Staff Publications

Staff Publications

  • external user (warningwarning)
  • Log in as
  • language uk
  • About

    'Staff publications' is the digital repository of Wageningen University & Research

    'Staff publications' contains references to publications authored by Wageningen University staff from 1976 onward.

    Publications authored by the staff of the Research Institutes are available from 1995 onwards.

    Full text documents are added when available. The database is updated daily and currently holds about 240,000 items, of which 72,000 in open access.

    We have a manual that explains all the features 

    Records 1 - 20 / 105

    • help
    • print

      Print search results

    • export

      Export search results

    • alert
      We will mail you new results for this query: q=Carter
    Check title to add to marked list
    The handbook for standardized field and laboratory measurements in terrestrial climate change experiments and observational studies (ClimEx)
    Halbritter, Aud H. ; Boeck, Hans J. De; Eycott, Amy E. ; Reinsch, Sabine ; Robinson, David A. ; Vicca, Sara ; Berauer, Bernd ; Christiansen, Casper T. ; Estiarte, Marc ; Grünzweig, José M. ; Gya, Ragnhild ; Hansen, Karin ; Jentsch, Anke ; Lee, Hanna ; Linder, Sune ; Marshall, John ; Peñuelas, Josep ; Kappel Schmidt, Inger ; Stuart-Haëntjens, Ellen ; Wilfahrt, Peter ; Vandvik, Vigdis ; Abrantes, Nelson ; Almagro, María ; Althuizen, Inge H.J. ; Barrio, Isabel C. ; Beest, Mariska Te; Beier, Claus ; Beil, Ilka ; Carter Berry, Z. ; Birkemoe, Tone ; Bjerke, Jarle W. ; Blonder, Benjamin ; Blume-Werry, Gesche ; Bohrer, Gil ; Campos, Isabel ; Cernusak, Lucas A. ; Chojnicki, Bogdan H. ; Cosby, Bernhard J. ; Dickman, Lee T. ; Djukic, Ika ; Filella, Iolanda ; Fuchslueger, Lucia ; Gargallo-Garriga, Albert ; Gillespie, Mark A.K. ; Goldsmith, Gregory R. ; Gough, Christopher ; Halliday, Fletcher W. ; Hegland, Stein Joar ; Ploeg, Martine van der; Verbruggen, Erik - \ 2020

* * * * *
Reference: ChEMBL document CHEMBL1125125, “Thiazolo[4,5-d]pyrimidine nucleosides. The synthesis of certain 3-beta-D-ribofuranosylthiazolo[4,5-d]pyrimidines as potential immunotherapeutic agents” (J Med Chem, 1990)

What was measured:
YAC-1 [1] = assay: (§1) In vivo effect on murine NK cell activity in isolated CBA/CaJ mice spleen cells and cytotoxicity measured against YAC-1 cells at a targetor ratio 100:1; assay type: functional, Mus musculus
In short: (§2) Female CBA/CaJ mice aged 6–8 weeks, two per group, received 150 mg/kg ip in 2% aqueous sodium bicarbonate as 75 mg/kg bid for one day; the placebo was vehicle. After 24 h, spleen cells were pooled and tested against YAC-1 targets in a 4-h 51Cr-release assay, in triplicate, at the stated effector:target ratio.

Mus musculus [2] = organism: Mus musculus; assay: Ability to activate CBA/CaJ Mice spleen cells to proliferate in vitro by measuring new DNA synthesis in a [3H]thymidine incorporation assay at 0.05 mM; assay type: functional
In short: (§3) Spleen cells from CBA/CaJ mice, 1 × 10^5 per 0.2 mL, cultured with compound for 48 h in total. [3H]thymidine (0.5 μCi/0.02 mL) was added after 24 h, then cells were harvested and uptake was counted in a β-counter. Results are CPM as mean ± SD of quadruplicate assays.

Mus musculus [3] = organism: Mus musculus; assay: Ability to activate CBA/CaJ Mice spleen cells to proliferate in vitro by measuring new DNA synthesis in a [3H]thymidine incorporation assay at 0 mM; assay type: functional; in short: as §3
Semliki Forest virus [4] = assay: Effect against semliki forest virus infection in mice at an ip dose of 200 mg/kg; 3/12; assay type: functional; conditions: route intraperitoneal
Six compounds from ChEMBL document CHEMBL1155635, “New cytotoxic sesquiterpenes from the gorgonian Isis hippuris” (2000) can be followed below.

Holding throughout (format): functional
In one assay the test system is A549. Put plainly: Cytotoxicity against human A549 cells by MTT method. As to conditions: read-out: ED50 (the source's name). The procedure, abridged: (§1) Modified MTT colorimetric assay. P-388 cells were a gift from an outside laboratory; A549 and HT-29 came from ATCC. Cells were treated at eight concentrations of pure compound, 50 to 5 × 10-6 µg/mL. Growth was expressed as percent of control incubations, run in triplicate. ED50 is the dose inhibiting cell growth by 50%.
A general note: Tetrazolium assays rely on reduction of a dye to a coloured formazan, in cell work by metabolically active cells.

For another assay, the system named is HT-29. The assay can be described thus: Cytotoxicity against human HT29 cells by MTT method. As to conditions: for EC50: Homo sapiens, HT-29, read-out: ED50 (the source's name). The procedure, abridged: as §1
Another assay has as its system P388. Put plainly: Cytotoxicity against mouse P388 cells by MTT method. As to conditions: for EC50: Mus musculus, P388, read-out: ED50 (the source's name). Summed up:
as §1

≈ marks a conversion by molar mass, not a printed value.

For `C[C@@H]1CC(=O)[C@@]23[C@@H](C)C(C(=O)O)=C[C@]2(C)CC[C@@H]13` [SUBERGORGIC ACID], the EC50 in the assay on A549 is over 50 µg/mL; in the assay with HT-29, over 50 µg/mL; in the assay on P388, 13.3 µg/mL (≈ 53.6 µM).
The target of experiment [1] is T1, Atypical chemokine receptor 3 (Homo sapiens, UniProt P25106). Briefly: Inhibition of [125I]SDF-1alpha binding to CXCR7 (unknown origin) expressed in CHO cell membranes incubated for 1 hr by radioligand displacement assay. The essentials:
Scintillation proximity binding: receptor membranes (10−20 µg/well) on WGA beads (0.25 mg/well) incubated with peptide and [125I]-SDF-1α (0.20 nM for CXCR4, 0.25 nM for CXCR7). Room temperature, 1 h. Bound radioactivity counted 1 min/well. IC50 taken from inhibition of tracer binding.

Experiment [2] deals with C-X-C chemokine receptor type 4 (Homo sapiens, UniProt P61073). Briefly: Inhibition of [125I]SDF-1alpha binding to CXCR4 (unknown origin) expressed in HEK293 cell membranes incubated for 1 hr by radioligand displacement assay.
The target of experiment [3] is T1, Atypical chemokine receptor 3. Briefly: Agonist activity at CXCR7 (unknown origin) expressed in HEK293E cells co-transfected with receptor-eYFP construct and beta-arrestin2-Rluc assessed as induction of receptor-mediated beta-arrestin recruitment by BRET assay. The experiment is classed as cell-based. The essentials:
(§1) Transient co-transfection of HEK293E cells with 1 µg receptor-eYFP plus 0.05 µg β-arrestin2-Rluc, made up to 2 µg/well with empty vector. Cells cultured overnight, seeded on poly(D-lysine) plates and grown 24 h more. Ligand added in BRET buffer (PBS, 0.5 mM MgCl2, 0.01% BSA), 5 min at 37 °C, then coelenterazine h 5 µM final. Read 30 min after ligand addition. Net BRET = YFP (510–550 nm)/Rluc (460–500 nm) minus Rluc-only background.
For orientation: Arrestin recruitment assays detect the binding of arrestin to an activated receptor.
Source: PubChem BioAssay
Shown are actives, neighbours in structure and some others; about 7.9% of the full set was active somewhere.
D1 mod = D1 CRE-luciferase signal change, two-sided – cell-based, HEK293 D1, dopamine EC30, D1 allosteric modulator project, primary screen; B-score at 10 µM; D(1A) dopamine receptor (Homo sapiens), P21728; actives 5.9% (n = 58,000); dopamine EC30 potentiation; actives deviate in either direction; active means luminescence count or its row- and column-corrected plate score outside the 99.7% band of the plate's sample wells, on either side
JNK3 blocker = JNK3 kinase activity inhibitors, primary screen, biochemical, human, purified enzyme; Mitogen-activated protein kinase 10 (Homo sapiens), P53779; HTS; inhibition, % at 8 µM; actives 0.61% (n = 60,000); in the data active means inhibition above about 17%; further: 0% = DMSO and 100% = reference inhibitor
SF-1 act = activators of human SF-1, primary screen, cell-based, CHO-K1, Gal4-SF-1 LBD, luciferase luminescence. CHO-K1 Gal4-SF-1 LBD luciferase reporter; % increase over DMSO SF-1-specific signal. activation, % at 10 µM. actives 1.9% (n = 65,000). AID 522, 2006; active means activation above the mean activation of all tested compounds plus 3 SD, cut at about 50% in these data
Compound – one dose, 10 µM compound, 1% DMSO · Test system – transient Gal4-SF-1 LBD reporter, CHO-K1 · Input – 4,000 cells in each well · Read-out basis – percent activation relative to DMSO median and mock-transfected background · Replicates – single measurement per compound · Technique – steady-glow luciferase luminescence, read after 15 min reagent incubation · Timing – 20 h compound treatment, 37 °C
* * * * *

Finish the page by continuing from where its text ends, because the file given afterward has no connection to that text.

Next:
Methods in Ecology and Evolution 11 (2020)1. - ISSN 2041-210X - p. 22 - 37.
    best practice - coordinated experiments - data management and documentation - ecosystem - experimental macroecology - methodology - open science - vegetation

    Climate change is a world-wide threat to biodiversity and ecosystem structure, functioning and services. To understand the underlying drivers and mechanisms, and to predict the consequences for nature and people, we urgently need better understanding of the direction and magnitude of climate change impacts across the soil–plant–atmosphere continuum. An increasing number of climate change studies are creating new opportunities for meaningful and high-quality generalizations and improved process understanding. However, significant challenges exist related to data availability and/or compatibility across studies, compromising opportunities for data re-use, synthesis and upscaling. Many of these challenges relate to a lack of an established ‘best practice’ for measuring key impacts and responses. This restrains our current understanding of complex processes and mechanisms in terrestrial ecosystems related to climate change. To overcome these challenges, we collected best-practice methods emerging from major ecological research networks and experiments, as synthesized by 115 experts from across a wide range of scientific disciplines. Our handbook contains guidance on the selection of response variables for different purposes, protocols for standardized measurements of 66 such response variables and advice on data management. Specifically, we recommend a minimum subset of variables that should be collected in all climate change studies to allow data re-use and synthesis, and give guidance on additional variables critical for different types of synthesis and upscaling. The goal of this community effort is to facilitate awareness of the importance and broader application of standardized methods to promote data re-use, availability, compatibility and transparency. We envision improved research practices that will increase returns on investments in individual research projects, facilitate second-order research outputs and create opportunities for collaboration across scientific communities. Ultimately, this should significantly improve the quality and impact of the science, which is required to fulfil society's needs in a changing world.

    SDG reporting using land cover and land use data in the Sentinel era
    Carter, S.L. ; Herold, M. ; Tsendbazar, N.E. ; Romijn, J.E. ; Seifert, F.M. - \ 2019
    Tropical deforestation drivers and associated carbon emission factors derived from remote sensing data
    Sy, Veronique De; Herold, Martin ; Achard, Frederic ; Avitabile, Valerio ; Baccini, Alessandro ; Carter, Sarah ; Clevers, Jan G.P.W. ; Lindquist, Erik ; Pereira, Maria ; Verchot, Louis - \ 2019
    Environmental Research Letters 14 (2019)9. - ISSN 1748-9318 - 29 p.